But what emerges from such ‘awareness’ of pride, particularly in its experience of the personal, isn’t wholly something that should equate, let alone single it out as the number one of sins to commit. Is it a folly then to consider pride as something undesirable, or is our understanding of it flawed enough to not be able to see and appreciate the more positive assertives that should come to define it? Perhaps the flaw lies in us hell bent only on deciphering one facet of the proud feeling, that which concentrates wholly on viewing it as the evil. But like every other thing in life that sums up a composite world of multiplicities without fail, so too does pride in its manifestations that while are particularly ‘ungodly’ stems also sufficiently of such positives that cease to make it greater a sin than any of the other namings of greed, lust, envy, gluttony, wrath, and sloth.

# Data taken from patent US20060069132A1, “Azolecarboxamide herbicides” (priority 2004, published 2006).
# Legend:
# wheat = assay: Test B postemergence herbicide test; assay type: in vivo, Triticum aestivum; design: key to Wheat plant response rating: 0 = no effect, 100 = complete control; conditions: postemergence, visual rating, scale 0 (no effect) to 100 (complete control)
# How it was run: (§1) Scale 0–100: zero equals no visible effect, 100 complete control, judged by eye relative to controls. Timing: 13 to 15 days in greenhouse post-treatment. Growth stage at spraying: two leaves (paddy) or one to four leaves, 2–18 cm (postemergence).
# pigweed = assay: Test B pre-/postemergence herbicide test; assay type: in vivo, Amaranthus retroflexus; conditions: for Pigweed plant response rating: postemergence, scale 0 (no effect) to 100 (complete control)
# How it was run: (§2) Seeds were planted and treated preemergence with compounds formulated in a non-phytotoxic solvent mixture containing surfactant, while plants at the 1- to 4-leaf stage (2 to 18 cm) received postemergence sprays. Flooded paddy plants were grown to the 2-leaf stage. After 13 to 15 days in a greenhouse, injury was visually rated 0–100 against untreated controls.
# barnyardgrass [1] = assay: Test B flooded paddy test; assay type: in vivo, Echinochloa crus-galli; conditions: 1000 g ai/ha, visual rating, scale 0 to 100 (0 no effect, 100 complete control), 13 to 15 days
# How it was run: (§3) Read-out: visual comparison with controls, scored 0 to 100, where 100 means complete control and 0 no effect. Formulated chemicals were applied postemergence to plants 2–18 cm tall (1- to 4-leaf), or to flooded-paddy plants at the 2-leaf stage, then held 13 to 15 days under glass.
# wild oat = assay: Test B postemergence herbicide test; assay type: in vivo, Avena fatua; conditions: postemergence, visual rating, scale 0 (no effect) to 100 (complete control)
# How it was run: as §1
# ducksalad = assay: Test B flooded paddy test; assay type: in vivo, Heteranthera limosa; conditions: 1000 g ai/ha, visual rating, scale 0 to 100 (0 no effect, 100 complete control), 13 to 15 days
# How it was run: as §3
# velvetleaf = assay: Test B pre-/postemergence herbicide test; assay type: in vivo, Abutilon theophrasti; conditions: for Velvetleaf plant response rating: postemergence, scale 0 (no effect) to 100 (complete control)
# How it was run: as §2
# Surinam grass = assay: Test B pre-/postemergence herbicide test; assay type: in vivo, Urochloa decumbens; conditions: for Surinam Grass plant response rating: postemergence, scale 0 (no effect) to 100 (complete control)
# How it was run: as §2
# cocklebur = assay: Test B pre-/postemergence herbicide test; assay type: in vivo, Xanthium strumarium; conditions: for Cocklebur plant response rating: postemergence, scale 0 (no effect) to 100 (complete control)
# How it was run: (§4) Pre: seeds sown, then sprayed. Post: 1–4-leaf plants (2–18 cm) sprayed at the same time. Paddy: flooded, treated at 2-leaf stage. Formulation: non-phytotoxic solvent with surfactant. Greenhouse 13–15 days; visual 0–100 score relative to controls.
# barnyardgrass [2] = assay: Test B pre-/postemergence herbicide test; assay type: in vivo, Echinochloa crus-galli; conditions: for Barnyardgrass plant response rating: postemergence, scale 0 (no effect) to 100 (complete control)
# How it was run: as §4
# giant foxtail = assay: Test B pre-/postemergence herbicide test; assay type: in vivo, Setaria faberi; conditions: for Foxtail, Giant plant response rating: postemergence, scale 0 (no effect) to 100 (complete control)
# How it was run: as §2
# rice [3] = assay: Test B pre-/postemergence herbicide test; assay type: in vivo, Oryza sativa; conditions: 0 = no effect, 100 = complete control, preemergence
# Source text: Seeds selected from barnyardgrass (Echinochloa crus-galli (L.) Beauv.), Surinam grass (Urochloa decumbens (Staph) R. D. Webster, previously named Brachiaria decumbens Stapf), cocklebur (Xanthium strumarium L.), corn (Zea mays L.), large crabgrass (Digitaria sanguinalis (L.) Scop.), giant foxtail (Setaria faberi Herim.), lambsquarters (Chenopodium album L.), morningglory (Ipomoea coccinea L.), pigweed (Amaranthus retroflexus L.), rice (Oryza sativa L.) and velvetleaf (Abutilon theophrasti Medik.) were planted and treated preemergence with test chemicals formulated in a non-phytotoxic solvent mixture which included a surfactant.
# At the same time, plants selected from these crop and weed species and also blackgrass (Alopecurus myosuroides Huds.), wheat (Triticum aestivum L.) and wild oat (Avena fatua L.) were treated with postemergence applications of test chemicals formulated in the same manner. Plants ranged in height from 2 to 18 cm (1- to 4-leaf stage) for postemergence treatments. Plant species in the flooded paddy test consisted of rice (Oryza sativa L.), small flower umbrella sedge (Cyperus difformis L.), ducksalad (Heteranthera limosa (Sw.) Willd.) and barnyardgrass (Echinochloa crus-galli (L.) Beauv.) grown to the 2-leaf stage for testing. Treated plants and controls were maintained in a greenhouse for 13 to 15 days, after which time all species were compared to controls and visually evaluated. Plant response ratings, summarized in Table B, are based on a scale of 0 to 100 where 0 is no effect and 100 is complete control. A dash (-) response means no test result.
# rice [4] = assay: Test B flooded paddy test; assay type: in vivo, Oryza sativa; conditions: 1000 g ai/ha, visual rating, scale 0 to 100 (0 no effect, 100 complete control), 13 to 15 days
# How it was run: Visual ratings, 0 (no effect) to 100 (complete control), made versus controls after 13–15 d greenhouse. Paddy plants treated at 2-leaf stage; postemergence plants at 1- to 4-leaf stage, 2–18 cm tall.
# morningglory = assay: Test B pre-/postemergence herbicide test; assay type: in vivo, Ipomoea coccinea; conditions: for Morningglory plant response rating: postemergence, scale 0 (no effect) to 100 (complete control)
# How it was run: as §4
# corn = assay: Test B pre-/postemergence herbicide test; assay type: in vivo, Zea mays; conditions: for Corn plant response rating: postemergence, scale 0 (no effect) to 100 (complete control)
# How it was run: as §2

Till the extent a sense of pride has you more aware about yourself and even more in awe of you, in that it furthers your expectations from the self and goads you on to such achievements that is allowed only when you are reasonably occupied with your faculties, this tends to be one emotion capable of such perfection that still tends to the human limit. When pride stems from such fulfilments that endow you with a sense of contentment and heightened satisfaction, a proud you resounds also as a more confident version of yourself. In enabling you to see your worth and providing also the motivation aiding its continuance, pride indeed comes across as something we should be coveting rather than pursuing with a confused state of conflict at play. This awareness of self worth that which leads to an esteemed perception of your own goes way beyond merely fostering development. It translates also effectively as an appreciation of your existence as an individual, in which capacity we already are more than worthy of all the pride the world harbours. The catch however in pride being or not being an evil, lesser or greater, contends directly to the way of its expression and assertion.